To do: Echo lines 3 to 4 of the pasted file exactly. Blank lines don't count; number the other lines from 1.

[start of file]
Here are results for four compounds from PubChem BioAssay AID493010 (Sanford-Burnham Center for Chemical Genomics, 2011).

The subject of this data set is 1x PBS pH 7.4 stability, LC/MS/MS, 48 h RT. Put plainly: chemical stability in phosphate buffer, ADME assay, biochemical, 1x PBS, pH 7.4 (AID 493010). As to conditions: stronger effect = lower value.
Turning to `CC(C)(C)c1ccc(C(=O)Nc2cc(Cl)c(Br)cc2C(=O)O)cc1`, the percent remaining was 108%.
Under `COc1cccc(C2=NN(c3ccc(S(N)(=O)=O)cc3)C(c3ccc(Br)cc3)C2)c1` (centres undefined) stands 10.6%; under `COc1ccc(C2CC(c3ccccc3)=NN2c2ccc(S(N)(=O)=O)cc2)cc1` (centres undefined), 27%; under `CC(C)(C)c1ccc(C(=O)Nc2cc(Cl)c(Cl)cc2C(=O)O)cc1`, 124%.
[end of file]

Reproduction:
Turning to `CC(C)(C)c1ccc(C(=O)Nc2cc(Cl)c(Br)cc2C(=O)O)cc1`, the percent remaining was 108%.
Under `COc1cccc(C2=NN(c3ccc(S(N)(=O)=O)cc3)C(c3ccc(Br)cc3)C2)c1` (centres undefined) stands 10.6%; under `COc1ccc(C2CC(c3ccccc3)=NN2c2ccc(S(N)(=O)=O)cc2)cc1` (centres undefined), 27%; under `CC(C)(C)c1ccc(C(=O)Nc2cc(Cl)c(Cl)cc2C(=O)O)cc1`, 124%.